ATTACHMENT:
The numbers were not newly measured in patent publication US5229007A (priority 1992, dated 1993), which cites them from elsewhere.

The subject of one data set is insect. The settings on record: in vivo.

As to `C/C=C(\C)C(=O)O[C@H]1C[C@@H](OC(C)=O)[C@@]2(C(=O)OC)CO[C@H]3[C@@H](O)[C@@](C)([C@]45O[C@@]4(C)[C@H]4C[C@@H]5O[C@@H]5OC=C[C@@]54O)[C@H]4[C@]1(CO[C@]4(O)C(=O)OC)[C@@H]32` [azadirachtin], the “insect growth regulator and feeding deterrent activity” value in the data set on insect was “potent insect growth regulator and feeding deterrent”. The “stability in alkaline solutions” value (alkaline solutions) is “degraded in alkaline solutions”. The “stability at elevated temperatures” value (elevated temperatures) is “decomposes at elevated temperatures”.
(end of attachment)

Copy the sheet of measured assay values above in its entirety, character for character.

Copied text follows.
The numbers were not newly measured in patent publication US5229007A (priority 1992, dated 1993), which cites them from elsewhere.

The subject of one data set is insect. The settings on record: in vivo.

As to `C/C=C(\C)C(=O)O[C@H]1C[C@@H](OC(C)=O)[C@@]2(C(=O)OC)CO[C@H]3[C@@H](O)[C@@](C)([C@]45O[C@@]4(C)[C@H]4C[C@@H]5O[C@@H]5OC=C[C@@]54O)[C@H]4[C@]1(CO[C@]4(O)C(=O)OC)[C@@H]32` [azadirachtin], the “insect growth regulator and feeding deterrent activity” value in the data set on insect was “potent insect growth regulator and feeding deterrent”. The “stability in alkaline solutions” value (alkaline solutions) is “degraded in alkaline solutions”. The “stability at elevated temperatures” value (elevated temperatures) is “decomposes at elevated temperatures”.